Buying your first home

Buying your first home is a very exciting time and a major milestone in most peoples' lives. Unfortunately, it can also be a very stressful time with a minefield of potential problems.


How many horror stories have you heard? How about the young couple who bought a property close to the city boundary only to find out that their neighbours can run pigs on the paddock next door. Or the purchasers who bought a property with a great expansive deck but no code compliance certificate from the local council.

Don't be put off, as with careful planning and good, practical legal advice you can avoid such disasters. Sound legal advice is one of the most important measures you can take to protect yourself when buying your first home.

Let's now work though the transaction:

  • You have found the house you like and you have had discussions with the vendor through the real estate agent as to the price and other terms such as the amount of the deposit you must pay and settlement dates. Now is the time for the agreement to be recorded in writing. It is at this time that you should involve your lawyer.
  • A contract for the sale and purchase of land is one of the few contracts that is required by law to be in writing before it is enforceable. The standard Real Estate Institute of New Zealand agreement is in wide use and will be the agreement that you will most likely be asked to sign.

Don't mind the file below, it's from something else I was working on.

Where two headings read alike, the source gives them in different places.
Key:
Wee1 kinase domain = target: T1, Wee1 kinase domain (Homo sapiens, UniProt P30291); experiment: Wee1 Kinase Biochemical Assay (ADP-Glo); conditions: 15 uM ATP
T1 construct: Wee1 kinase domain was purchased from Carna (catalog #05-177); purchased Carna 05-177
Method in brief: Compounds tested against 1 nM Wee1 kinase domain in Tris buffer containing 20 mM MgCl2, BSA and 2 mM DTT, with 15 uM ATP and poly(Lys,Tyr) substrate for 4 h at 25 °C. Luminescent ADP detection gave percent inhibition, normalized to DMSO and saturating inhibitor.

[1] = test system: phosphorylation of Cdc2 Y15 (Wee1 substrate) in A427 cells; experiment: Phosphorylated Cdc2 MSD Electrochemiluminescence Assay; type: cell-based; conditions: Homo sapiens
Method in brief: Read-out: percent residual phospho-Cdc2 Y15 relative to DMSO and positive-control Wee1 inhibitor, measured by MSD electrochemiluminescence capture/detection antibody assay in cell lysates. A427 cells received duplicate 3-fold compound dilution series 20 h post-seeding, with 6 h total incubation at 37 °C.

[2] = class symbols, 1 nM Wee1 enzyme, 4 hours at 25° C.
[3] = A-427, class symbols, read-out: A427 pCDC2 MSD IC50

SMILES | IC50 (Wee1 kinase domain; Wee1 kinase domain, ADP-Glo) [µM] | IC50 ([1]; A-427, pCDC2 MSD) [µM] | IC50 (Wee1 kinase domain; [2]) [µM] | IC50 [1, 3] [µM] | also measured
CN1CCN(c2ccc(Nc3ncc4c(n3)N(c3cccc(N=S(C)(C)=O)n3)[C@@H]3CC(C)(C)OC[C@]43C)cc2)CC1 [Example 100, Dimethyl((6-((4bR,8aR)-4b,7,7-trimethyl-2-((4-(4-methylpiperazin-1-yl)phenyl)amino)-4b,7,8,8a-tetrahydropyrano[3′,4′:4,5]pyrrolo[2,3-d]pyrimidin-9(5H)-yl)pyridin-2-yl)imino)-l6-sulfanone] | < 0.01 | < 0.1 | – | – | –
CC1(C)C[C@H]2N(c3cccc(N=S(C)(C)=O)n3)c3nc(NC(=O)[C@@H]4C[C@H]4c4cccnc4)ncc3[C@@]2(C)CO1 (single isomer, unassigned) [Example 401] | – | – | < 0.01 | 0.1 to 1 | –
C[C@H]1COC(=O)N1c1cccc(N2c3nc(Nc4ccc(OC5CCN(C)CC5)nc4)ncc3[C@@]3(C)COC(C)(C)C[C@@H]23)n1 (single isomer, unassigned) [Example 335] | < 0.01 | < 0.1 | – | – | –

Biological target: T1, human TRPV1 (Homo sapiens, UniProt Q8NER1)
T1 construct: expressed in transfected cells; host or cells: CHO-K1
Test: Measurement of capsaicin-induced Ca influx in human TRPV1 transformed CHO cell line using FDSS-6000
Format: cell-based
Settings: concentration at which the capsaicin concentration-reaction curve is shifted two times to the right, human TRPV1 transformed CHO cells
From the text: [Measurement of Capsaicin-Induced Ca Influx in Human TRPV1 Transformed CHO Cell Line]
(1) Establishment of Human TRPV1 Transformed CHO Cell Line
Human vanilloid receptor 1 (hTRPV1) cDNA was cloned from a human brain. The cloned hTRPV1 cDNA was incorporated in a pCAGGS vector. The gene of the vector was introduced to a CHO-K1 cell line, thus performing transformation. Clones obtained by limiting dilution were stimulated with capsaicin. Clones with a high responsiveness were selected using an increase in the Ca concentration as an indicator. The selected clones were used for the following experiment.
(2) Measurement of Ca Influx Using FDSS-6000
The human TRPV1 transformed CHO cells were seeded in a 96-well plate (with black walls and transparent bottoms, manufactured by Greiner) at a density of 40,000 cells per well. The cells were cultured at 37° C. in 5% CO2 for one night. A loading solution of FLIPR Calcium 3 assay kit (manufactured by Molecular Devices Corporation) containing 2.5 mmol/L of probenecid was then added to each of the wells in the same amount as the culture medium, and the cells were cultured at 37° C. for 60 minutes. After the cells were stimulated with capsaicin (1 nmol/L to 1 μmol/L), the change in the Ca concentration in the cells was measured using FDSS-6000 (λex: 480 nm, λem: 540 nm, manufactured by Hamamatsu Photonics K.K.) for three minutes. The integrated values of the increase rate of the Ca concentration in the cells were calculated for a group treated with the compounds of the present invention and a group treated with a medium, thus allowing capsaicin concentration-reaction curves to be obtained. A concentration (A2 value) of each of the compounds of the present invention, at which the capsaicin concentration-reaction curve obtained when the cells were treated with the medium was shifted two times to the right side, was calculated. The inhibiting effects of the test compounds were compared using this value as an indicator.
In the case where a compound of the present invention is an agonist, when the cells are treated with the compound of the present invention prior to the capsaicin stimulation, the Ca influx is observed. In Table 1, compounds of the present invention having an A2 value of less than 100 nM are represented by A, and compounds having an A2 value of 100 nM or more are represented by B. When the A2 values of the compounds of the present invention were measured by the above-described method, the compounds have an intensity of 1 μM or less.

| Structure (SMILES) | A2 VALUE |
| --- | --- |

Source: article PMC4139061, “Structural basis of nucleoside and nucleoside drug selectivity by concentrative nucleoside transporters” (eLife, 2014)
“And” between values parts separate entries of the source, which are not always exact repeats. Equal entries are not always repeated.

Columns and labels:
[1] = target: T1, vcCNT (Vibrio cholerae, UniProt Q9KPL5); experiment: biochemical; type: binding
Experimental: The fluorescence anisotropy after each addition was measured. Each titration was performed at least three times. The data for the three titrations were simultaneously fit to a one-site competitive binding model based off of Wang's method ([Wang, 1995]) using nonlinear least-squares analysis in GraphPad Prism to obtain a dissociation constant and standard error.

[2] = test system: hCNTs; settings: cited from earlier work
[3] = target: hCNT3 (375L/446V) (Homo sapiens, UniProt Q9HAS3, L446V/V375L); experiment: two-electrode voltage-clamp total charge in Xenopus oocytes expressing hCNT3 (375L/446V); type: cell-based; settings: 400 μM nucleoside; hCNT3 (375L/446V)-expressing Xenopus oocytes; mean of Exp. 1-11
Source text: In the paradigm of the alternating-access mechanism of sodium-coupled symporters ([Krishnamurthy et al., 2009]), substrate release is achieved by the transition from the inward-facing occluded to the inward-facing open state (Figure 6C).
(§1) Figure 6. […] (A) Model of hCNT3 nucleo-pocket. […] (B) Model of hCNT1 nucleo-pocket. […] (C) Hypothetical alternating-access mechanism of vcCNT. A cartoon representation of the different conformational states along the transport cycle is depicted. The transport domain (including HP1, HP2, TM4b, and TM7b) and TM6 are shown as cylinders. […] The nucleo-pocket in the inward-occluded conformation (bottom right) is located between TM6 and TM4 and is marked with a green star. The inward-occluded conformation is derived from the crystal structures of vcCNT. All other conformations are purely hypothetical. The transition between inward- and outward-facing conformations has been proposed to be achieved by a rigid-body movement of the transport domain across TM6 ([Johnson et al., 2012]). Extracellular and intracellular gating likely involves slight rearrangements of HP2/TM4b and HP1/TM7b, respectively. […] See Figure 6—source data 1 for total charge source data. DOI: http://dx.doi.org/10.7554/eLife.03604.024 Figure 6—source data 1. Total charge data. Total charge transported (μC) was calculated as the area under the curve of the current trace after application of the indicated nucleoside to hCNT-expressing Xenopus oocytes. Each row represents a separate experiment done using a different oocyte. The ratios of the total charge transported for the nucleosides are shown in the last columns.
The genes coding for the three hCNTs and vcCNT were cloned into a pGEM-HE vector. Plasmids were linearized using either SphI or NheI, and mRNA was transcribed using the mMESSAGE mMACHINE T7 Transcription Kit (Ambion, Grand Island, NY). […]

• This agreement sets out the important terms including:
    • the parties to the contract, that is, details of the vendor and the purchaser
    • details of the property - address and legal description
    • purchase price
    • amount of the deposit
    • settlement date
    • any conditions that have to be satisfied before the agreement becomes unconditional.

You should, under no circumstances, sign any agreement until you have had the opportunity to show it to your lawyer. You may be under pressure from the real estate agent to sign, however it is important that you resist this pressure. Most real estate agents agree with this and will usually fax a copy of the proposed agreement to your lawyer for him/her to review. Remember, if you sign the agreement you are bound by its terms and conditions. After signing there is not much that your lawyer can do for you except to explain what the agreement means.

There may be a need for the agreement to be subject to a number of conditions. The most common conditions are as follows:

  • finance - to enable you to have time to approach a lender to arrange finance
  • a check of the Certificate of Title by your solicitor
  • a Land Information Memorandum - this is a check of the local authority's records
  • a tradesman's report (Builder, Electrician, Engineer)

Most agreements are conditional upon various conditions being satisfied. Your lawyer's role is to explain these conditions to you, what they mean and your obligations. Your lawyer will also keep track of the various condition dates to ensure that they are satisfied within the required timeframes.

When all of the conditions are satisfied, the agreement becomes unconditional and you are heading towards settlement.

Your lawyer will then prepare the Transfer and sale notices ready for settlement:

  • The Transfer is the document that is required to transfer ownership from the vendor to the purchaser.
  • The sales notices are required to advise the local authority that the property has been transferred to you so that it can then amend its records accordingly. When these documents have been prepared, they are sent to the vendor's lawyer.